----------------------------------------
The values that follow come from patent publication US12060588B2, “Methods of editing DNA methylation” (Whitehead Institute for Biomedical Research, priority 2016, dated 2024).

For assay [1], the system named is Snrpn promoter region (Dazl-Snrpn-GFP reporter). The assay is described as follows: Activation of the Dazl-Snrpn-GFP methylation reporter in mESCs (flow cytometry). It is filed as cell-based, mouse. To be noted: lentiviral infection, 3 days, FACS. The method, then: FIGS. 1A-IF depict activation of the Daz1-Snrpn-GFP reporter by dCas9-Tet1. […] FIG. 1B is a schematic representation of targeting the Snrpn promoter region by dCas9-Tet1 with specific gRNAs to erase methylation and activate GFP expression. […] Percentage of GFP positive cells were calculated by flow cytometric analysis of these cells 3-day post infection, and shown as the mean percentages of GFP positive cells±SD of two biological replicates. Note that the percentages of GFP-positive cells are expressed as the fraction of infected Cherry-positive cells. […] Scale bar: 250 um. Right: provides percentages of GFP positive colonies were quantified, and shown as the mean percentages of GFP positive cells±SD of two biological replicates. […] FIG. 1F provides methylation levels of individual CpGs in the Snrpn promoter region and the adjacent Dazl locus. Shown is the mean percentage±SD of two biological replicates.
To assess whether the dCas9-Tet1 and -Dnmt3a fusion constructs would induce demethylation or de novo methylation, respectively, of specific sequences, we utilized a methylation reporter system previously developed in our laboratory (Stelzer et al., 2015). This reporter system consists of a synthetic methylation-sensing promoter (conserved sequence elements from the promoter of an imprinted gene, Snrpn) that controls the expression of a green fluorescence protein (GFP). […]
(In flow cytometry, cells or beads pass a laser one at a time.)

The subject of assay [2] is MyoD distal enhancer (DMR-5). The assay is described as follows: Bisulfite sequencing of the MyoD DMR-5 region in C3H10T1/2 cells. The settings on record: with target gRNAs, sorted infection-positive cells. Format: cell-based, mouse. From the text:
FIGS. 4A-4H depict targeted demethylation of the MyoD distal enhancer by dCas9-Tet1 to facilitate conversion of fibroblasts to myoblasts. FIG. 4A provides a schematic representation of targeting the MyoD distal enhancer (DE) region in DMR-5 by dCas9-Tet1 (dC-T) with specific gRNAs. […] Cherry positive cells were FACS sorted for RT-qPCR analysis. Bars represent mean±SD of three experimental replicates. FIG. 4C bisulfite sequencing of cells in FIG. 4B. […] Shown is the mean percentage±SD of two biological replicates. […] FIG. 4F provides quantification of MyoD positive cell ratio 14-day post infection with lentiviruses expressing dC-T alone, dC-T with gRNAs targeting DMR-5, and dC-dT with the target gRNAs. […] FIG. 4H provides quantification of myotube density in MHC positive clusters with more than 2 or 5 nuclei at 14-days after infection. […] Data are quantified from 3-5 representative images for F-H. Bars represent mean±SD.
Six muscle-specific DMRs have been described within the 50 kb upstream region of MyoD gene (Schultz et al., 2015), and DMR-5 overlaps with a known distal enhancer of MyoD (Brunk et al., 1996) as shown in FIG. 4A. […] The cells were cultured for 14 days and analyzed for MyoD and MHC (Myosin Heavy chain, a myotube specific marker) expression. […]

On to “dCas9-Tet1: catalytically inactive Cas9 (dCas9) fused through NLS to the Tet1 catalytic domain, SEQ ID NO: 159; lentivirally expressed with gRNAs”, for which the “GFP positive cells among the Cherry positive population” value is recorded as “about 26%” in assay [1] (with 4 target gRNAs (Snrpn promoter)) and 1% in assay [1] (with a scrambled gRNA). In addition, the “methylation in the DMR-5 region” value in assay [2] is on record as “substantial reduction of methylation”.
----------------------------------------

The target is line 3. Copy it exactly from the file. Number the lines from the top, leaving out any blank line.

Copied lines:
To assess whether the dCas9-Tet1 and -Dnmt3a fusion constructs would induce demethylation or de novo methylation, respectively, of specific sequences, we utilized a methylation reporter system previously developed in our laboratory (Stelzer et al., 2015). This reporter system consists of a synthetic methylation-sensing promoter (conserved sequence elements from the promoter of an imprinted gene, Snrpn) that controls the expression of a green fluorescence protein (GFP). […]